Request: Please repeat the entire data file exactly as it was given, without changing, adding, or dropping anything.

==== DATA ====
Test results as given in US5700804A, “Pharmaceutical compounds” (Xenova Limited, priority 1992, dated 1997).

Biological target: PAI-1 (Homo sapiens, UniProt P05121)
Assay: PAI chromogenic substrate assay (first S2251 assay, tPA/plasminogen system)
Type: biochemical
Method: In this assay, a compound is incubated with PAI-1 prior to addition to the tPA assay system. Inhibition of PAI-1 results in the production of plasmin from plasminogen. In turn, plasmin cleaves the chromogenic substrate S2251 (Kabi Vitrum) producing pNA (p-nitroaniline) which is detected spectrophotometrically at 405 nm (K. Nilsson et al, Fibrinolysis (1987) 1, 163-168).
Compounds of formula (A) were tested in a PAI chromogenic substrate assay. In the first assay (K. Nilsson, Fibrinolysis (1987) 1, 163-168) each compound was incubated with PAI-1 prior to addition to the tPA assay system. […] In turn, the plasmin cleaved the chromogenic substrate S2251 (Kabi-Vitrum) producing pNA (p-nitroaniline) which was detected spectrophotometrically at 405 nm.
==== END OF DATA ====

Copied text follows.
Test results as given in US5700804A, “Pharmaceutical compounds” (Xenova Limited, priority 1992, dated 1997).

Biological target: PAI-1 (Homo sapiens, UniProt P05121)
Assay: PAI chromogenic substrate assay (first S2251 assay, tPA/plasminogen system)
Type: biochemical
Method: In this assay, a compound is incubated with PAI-1 prior to addition to the tPA assay system. Inhibition of PAI-1 results in the production of plasmin from plasminogen. In turn, plasmin cleaves the chromogenic substrate S2251 (Kabi Vitrum) producing pNA (p-nitroaniline) which is detected spectrophotometrically at 405 nm (K. Nilsson et al, Fibrinolysis (1987) 1, 163-168).
Compounds of formula (A) were tested in a PAI chromogenic substrate assay. In the first assay (K. Nilsson, Fibrinolysis (1987) 1, 163-168) each compound was incubated with PAI-1 prior to addition to the tPA assay system. […] In turn, the plasmin cleaved the chromogenic substrate S2251 (Kabi-Vitrum) producing pNA (p-nitroaniline) which was detected spectrophotometrically at 405 nm.